Calthorpe cars

The Calthorpe Motor Company based in Bordesley Green, Birmingham, England made a range of cars, motorcycles and bicycles from 1904 to 1932.


The company had its origins in the 1890s as a Birmingham bicycle maker called Hands and Cake run by George W. Hands. This was renamed the Bard Cycle Manufacturing Company in 1897 changing to the Minstrel Cycle Company in 1901.[1] The Minstrel Cycle Company evolved into the Minstrel and Rea Cycle Company, and it appears the Calthorpe Motor Co Ltd was created at about that time. It was reported that the two companies were operating out of the same premises in Barn Street, Birmingham when a serious fire occurred in June 1905.[2] By 1909 the Calthorpe car works had moved to Cherrywood Road, Bordesley Green, Birmingham.[3] Around November 1912 Calthorpe Motor Co (1912) Ltd was incorporated, with directors The Rt. Hon. Lord Teynham, Wilfrid Hill, Daniel Taylor, George William Hands and Harry Joyce.[4]

Car production

Pierre Garcet in his Calthorpe at the 1912 French Grand Prix in Dieppe

In 1904, the first motor car, a 10 hp four-cylinder model, was announced.[5] Some, or all, of the engines for these early cars were made by Johnson, Hurley and Martin Ltd at their Alpha Works in Coventry until about 1909 (there was a dispute in 1913 over ownership of the engine block casting patterns).[6] In an article about assembling cars from components, it was stated that the 16-20 Calthorpe, launched in 1907, had an Alpha engine.[7] The 16-20 model was launched in summer of 1907, and appeared at the Olympics motor show, where it was described as having a 4 cylinder engine of 93mm bore and 104mm stroke (so 2825cc), with a Hele-Shaw clutch and transmission by live axle. White metal bearings are used in the engine, but ball bearings are to be found in the gearbox and back axle. There is a fifth transverse spring to aid in keeping the body steady when travelling over rough roads.[8] This particular model did very well in reliability trials and other events in 1907 and 1908. At the Olympia show in 1908 it was announced that for the forthcoming season the 16/20 would have an increased stroke from 105mm to 120mm, this appears to coincide with the Calthorpe moving away from the Alpha engines, to another supplier.

Calthorpe briefly made some larger types, but it was in the light car field that they specialised, using proprietary White and Poppe engines. The cars were successfully raced in France in the Coupe de l'Auto series. A small car was announced in 1913 for the 1914 season with the 10 hp Minor, which proved to be a real large car in miniature, with a 3-speed gearbox and shaft drive.

After the war the large cars were dropped, but the Minor re-appeared with a slightly larger engine of 1261 cc. In 1920 a Mr J Mathews was in charge of production, and a target of making 50 cars a week was set. The cars continued to have excellent coachwork made by the Calthorpe subsidiary company of Mulliners (acquired in 1917),[5] who had an adjacent factory. Sporting activity continued with Woolf Barnato, amongst others, racing at Brooklands. George Hands briefly left the company in 1922 to set up his own Hands make of cars in the Calthorpe motorcycle factory in Barn Street, Birmingham but returned in 1924.[5] Whilst away he developed the six-cylinder overhead-camshaft engine that was fitted for a short time to the 12/20. The Hands cars seem to have used Dorman engines.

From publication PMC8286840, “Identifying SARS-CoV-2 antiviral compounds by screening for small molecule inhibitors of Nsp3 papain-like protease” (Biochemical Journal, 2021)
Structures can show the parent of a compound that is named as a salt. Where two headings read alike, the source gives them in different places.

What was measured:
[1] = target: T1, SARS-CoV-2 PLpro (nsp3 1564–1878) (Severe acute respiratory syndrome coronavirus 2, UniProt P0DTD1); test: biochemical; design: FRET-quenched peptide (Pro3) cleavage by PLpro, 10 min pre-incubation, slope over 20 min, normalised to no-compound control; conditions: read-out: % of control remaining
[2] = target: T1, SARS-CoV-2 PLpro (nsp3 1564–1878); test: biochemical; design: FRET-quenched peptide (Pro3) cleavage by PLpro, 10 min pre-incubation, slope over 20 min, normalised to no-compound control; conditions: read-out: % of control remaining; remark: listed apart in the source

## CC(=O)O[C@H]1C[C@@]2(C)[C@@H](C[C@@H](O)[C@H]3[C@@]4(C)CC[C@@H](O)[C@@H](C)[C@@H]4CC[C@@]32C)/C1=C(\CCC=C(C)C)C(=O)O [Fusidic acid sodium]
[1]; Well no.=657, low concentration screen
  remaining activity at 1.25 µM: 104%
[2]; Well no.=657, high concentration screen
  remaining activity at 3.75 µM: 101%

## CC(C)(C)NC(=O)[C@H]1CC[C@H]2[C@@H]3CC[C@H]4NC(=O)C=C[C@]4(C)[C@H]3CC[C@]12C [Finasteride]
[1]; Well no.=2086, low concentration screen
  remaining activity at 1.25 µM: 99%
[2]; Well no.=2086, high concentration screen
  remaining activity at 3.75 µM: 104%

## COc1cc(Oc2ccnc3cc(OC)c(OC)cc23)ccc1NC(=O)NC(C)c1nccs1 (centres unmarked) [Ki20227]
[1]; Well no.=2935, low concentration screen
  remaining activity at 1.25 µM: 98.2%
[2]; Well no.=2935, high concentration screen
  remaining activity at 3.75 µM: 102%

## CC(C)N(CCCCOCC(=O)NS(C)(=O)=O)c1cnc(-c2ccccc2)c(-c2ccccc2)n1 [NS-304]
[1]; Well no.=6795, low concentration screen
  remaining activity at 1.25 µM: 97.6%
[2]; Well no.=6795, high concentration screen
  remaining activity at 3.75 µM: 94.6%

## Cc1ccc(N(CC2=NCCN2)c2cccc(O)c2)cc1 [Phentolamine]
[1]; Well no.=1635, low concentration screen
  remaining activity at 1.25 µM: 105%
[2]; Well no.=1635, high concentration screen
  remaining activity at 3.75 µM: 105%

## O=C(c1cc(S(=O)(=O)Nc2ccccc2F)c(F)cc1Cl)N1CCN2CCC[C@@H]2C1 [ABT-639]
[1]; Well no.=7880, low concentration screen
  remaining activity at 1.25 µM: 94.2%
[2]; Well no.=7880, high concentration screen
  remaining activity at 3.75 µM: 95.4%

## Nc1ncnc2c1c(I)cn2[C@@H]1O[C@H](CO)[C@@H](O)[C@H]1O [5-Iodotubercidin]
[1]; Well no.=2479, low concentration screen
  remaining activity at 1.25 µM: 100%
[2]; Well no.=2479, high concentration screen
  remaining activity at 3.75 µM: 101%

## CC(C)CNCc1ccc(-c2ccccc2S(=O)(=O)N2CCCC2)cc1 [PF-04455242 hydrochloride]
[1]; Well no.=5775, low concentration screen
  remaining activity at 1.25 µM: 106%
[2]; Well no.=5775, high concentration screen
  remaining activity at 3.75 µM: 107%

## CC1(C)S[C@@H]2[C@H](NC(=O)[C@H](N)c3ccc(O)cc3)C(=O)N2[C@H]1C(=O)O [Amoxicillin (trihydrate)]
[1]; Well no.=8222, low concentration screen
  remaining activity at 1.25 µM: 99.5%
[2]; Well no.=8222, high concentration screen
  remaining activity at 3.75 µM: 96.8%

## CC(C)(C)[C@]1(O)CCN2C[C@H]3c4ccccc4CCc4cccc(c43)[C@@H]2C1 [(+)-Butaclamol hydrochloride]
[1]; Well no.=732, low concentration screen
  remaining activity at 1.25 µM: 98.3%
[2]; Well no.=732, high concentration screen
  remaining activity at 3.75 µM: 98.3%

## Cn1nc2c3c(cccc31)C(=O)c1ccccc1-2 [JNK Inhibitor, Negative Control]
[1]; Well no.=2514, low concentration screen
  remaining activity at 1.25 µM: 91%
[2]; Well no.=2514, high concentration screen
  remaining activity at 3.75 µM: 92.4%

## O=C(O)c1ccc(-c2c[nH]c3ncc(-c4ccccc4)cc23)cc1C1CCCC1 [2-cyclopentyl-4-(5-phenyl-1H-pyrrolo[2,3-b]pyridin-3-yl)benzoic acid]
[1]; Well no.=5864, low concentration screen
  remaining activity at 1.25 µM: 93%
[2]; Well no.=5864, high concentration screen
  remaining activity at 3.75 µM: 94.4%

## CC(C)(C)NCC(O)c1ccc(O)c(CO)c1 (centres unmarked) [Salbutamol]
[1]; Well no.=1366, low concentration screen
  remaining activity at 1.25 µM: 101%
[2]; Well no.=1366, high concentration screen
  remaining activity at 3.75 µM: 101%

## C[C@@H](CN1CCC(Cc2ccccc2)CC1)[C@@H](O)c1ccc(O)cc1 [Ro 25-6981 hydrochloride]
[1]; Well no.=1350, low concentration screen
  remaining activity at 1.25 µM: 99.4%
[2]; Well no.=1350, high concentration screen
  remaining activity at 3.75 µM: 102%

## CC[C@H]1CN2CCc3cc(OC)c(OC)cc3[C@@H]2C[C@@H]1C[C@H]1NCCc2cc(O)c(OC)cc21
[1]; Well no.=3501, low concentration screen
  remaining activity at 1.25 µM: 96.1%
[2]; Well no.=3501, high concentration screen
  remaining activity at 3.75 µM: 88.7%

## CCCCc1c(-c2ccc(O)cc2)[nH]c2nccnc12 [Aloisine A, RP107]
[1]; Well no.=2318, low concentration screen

The days of the high-quality light car were coming to an end by the late 1920s, and sales of the fairly expensive Calthorpe were declining. A receiver had to be appointed in 1924, and the Bordesley Green factory closed, but very limited production kept going for a while. A final fling with the 1925 15/45 six-cylinder 2-litre car was really too late, and sales of the remaining stocks of cars had virtually ceased by 1928.[5]

About 5,000 cars were made in the post-war period;[5] pre-war production is uncertain. Fewer than ten cars are thought to have survived.[1]

Car models

Type Engine Year Notes
Calthorpe 10 hp 1530 cc side-valve two-cylinder water-cooled 1904 87-inch (2,200 mm) wheelbase. Shaft drive.
Calthorpe 16 hp 2383 cc side-valve four-cylinder water-cooled 1905 102-inch (2,600 mm) wheelbase
Calthorpe 12/14 1810 cc side-valve four-cylinder water-cooled 1906-08 102-inch (2,600 mm) wheelbase. Updated 10 hp model
Calthorpe 16/20 (2850) 3261 cc side-valve four-cylinder water-cooled 1907-16 102-inch (2,600 mm) wheelbase. Engine 4-cyl, bore 93mm, stroke increased for 1909 season from 105mm to 120mm[9]
Calthorpe 28/40 4562 cc side-valve four-cylinder water-cooled 1907 117-inch (3,000 mm) wheelbase
Calthorpe 25 4250 cc side-valve four-cylinder water-cooled 1908-10 86-inch (2,200 mm) wheelbase. Engine 4-cyl, bore 102mm, stroke 130mm